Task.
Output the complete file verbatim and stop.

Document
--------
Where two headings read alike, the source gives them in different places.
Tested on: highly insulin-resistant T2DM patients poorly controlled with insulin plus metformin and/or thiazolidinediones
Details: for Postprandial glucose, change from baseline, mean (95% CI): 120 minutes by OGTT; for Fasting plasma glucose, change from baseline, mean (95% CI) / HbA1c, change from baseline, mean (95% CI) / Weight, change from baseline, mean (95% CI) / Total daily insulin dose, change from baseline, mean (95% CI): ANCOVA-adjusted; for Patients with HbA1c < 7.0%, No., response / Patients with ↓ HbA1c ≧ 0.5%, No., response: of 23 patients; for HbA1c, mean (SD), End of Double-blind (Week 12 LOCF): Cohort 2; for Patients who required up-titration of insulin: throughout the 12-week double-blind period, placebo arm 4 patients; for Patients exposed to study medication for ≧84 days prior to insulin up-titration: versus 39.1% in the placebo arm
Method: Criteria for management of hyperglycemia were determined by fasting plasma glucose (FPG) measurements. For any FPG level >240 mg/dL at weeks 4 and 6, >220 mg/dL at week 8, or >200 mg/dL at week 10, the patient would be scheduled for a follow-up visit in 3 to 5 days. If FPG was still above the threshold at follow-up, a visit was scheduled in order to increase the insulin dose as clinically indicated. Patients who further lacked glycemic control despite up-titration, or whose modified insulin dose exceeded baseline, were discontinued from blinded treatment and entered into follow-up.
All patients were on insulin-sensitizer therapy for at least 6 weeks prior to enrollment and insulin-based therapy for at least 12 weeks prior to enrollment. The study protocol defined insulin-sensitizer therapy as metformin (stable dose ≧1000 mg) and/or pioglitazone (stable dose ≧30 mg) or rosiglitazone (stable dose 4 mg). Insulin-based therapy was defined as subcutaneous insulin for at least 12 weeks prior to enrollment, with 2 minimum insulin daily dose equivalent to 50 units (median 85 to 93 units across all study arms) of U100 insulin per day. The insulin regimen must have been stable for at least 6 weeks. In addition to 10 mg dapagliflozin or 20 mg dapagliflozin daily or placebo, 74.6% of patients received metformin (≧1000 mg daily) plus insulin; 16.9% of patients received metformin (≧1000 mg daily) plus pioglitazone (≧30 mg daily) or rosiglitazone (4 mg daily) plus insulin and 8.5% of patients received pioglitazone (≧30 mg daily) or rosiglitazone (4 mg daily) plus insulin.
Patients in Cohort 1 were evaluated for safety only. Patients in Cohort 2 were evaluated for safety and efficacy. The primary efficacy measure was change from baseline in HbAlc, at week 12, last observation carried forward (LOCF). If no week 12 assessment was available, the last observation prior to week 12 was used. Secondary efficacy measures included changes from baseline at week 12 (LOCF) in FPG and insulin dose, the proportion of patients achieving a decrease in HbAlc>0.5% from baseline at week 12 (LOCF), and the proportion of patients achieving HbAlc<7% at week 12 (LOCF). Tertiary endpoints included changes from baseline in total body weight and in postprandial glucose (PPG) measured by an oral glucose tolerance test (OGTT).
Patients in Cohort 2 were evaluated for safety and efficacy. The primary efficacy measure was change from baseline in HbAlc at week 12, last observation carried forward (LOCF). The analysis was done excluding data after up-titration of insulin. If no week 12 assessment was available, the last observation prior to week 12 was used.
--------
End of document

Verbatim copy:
Where two headings read alike, the source gives them in different places.
Tested on: highly insulin-resistant T2DM patients poorly controlled with insulin plus metformin and/or thiazolidinediones
Details: for Postprandial glucose, change from baseline, mean (95% CI): 120 minutes by OGTT; for Fasting plasma glucose, change from baseline, mean (95% CI) / HbA1c, change from baseline, mean (95% CI) / Weight, change from baseline, mean (95% CI) / Total daily insulin dose, change from baseline, mean (95% CI): ANCOVA-adjusted; for Patients with HbA1c < 7.0%, No., response / Patients with ↓ HbA1c ≧ 0.5%, No., response: of 23 patients; for HbA1c, mean (SD), End of Double-blind (Week 12 LOCF): Cohort 2; for Patients who required up-titration of insulin: throughout the 12-week double-blind period, placebo arm 4 patients; for Patients exposed to study medication for ≧84 days prior to insulin up-titration: versus 39.1% in the placebo arm
Method: Criteria for management of hyperglycemia were determined by fasting plasma glucose (FPG) measurements. For any FPG level >240 mg/dL at weeks 4 and 6, >220 mg/dL at week 8, or >200 mg/dL at week 10, the patient would be scheduled for a follow-up visit in 3 to 5 days. If FPG was still above the threshold at follow-up, a visit was scheduled in order to increase the insulin dose as clinically indicated. Patients who further lacked glycemic control despite up-titration, or whose modified insulin dose exceeded baseline, were discontinued from blinded treatment and entered into follow-up.
All patients were on insulin-sensitizer therapy for at least 6 weeks prior to enrollment and insulin-based therapy for at least 12 weeks prior to enrollment. The study protocol defined insulin-sensitizer therapy as metformin (stable dose ≧1000 mg) and/or pioglitazone (stable dose ≧30 mg) or rosiglitazone (stable dose 4 mg). Insulin-based therapy was defined as subcutaneous insulin for at least 12 weeks prior to enrollment, with 2 minimum insulin daily dose equivalent to 50 units (median 85 to 93 units across all study arms) of U100 insulin per day. The insulin regimen must have been stable for at least 6 weeks. In addition to 10 mg dapagliflozin or 20 mg dapagliflozin daily or placebo, 74.6% of patients received metformin (≧1000 mg daily) plus insulin; 16.9% of patients received metformin (≧1000 mg daily) plus pioglitazone (≧30 mg daily) or rosiglitazone (4 mg daily) plus insulin and 8.5% of patients received pioglitazone (≧30 mg daily) or rosiglitazone (4 mg daily) plus insulin.
Patients in Cohort 1 were evaluated for safety only. Patients in Cohort 2 were evaluated for safety and efficacy. The primary efficacy measure was change from baseline in HbAlc, at week 12, last observation carried forward (LOCF). If no week 12 assessment was available, the last observation prior to week 12 was used. Secondary efficacy measures included changes from baseline at week 12 (LOCF) in FPG and insulin dose, the proportion of patients achieving a decrease in HbAlc>0.5% from baseline at week 12 (LOCF), and the proportion of patients achieving HbAlc<7% at week 12 (LOCF). Tertiary endpoints included changes from baseline in total body weight and in postprandial glucose (PPG) measured by an oral glucose tolerance test (OGTT).
Patients in Cohort 2 were evaluated for safety and efficacy. The primary efficacy measure was change from baseline in HbAlc at week 12, last observation carried forward (LOCF). The analysis was done excluding data after up-titration of insulin. If no week 12 assessment was available, the last observation prior to week 12 was used.